Scientific vs Engineering Notation – A Fight to the Death

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A fight to the death? A bit dramatic perhaps. šŸ™‚ Engineering and scientific notation are both ways to simplify very large or small numbers so that they are easier to handle. In this article, we will explain and compare scientific vs engineering notation.

Scientific Notation

Putting annoyingly large or small numbers into scientific notation makes writing, calculating, and looking at numbers simpler. Scientific notation works by moving the decimal to get rid of excess zeros and then multiplying the number by 10 to the power of a non-zero number.

For example:

5,660,000 = 5.66×10^6

.00000566 = 5.66×10^-6

The exponent signifies how many places to move the decimal (negative to the left, positive to the right). There is also another format of scientific notation where the ā€œx10ā€ is expressed by an ā€œEā€.

For example:

5,660,000 = 5.66E6

.00000566 = 5.66E-6

A number is only in correct scientific notation if there is only one digit to the left of the decimal. Scientific notation also helps with maintaining the correct number of significant figures. Significant figures are often used in science in order to keep numbers precise after numerous conversions and calculations.

Rules of significant figures:

  1. Any non-zero digit is significant
  2. Any zeros between significant figures are significant
  3. Trailing zeros are only significant to the right of the decimal point

So, the number 1,342,000 has four significant figures and would be converted to 1.342×10^6. The number 34,032 has five significant figures and would change to 3.4032×10^4. 

Significant figures and scientific notation have played a huge role in my engineering classes, as they are often used in lab reports, homework, and research in order to maintain a more correct answer.

Engineering Notation

Engineering notation is very similar to scientific notation except for the fact that the exponent is always going to be a multiple of 3.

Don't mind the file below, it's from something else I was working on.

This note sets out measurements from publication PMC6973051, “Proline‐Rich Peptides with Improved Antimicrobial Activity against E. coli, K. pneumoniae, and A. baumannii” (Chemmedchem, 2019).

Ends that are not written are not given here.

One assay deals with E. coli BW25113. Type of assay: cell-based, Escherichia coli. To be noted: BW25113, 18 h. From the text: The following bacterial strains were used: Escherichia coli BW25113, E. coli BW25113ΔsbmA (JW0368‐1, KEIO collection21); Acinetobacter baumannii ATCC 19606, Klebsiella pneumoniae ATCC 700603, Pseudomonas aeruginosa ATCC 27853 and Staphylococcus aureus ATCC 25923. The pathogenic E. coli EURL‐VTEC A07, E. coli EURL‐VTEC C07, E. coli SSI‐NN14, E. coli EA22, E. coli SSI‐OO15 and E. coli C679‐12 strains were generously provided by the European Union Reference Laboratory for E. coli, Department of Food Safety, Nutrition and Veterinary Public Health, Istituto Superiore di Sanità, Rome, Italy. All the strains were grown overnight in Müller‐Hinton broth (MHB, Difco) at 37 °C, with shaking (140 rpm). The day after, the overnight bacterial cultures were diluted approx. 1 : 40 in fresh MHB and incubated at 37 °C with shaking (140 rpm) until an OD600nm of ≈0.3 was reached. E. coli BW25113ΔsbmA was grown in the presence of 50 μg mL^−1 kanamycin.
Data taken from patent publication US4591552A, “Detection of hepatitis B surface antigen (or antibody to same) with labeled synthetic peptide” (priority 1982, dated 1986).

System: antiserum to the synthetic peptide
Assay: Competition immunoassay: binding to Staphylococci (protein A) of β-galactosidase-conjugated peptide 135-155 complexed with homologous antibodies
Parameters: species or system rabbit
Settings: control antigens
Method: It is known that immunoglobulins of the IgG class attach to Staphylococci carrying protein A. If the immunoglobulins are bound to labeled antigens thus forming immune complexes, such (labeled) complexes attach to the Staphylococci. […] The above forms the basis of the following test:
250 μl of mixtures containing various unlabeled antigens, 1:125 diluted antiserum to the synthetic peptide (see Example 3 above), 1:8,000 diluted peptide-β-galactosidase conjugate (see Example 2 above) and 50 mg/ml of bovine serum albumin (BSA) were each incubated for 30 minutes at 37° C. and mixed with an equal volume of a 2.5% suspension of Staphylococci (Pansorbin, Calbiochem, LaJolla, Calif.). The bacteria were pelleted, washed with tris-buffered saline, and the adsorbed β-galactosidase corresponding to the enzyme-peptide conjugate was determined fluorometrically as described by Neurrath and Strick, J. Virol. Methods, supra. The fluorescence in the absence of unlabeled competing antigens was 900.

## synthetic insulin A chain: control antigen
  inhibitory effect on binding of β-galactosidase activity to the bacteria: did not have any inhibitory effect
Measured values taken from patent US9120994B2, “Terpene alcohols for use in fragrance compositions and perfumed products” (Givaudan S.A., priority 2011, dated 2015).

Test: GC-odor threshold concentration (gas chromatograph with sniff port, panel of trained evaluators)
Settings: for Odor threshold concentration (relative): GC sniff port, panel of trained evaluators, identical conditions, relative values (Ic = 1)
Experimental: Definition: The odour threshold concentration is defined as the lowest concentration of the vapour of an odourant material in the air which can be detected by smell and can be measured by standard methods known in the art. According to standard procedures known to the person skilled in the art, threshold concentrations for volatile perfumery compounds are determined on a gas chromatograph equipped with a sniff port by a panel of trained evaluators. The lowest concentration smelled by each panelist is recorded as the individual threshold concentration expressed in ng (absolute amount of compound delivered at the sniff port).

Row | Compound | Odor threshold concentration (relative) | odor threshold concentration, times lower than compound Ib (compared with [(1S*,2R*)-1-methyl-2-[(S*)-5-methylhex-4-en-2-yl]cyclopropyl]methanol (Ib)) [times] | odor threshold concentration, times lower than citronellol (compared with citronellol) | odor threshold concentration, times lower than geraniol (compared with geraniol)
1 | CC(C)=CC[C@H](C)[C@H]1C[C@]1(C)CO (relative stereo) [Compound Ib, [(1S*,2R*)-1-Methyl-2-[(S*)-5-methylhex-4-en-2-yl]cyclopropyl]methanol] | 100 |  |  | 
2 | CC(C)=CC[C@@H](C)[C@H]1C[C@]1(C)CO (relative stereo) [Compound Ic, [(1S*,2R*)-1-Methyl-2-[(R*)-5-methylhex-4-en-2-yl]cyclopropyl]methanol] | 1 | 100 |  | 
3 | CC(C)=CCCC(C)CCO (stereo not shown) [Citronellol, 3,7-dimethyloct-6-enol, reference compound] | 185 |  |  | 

Example of engineering notation:

7,345,000 = 7.345×10^6

22,100,000,000 = 22.1×10^9

This is beneficial because it allows you to easily determine if a number is in the millions, billions, trillions, etc. If you saw the number 1.3×10^9 you could assume that the number is 1.3 trillion. If the exponent was a 6, you would know that it was 1.3 million.

Since the exponent is always a multiple of 3, engineering notation also helps when converting the number with a prefix when working with metric system units.

PrefixSymbolMeaningEngineering Notation

So, if a number was 5.5×10^3 ( or 5,500 ) meters it could be converted to 5.5 kilometers. This can be very helpful when dealing with large or messy numbers during calculations and make it easier to produce a simplified answer.

Scientific vs. Engineering Notation 

Determining whether to use engineering or scientific notation depends on how large/small your number is, what units you’re using, and what type of conversions you’re doing.

AttributeScientific NotationEngineering Notation
IndustryMost commonly used in science fields. Used in Chemistry because of the extremely small numbers.Most often seen in the Electronic Industry because of the frequent use of SI units and prefixes.
SimplicityReduces number to only incorporate significant numbersEasy to convert since the exponent is always a multiple of 3.
PopularityUsed in any profession where large or small numbers are used in mathematical calculationsUsed by scientists, mathematicians, and engineers
Scientific vs. Engineering Notation

Generally speaking, scientific notation makes sense in a wider range of applications. Engineering notation best applies where orders of magnitude need to be conveyed to the reader swiftly.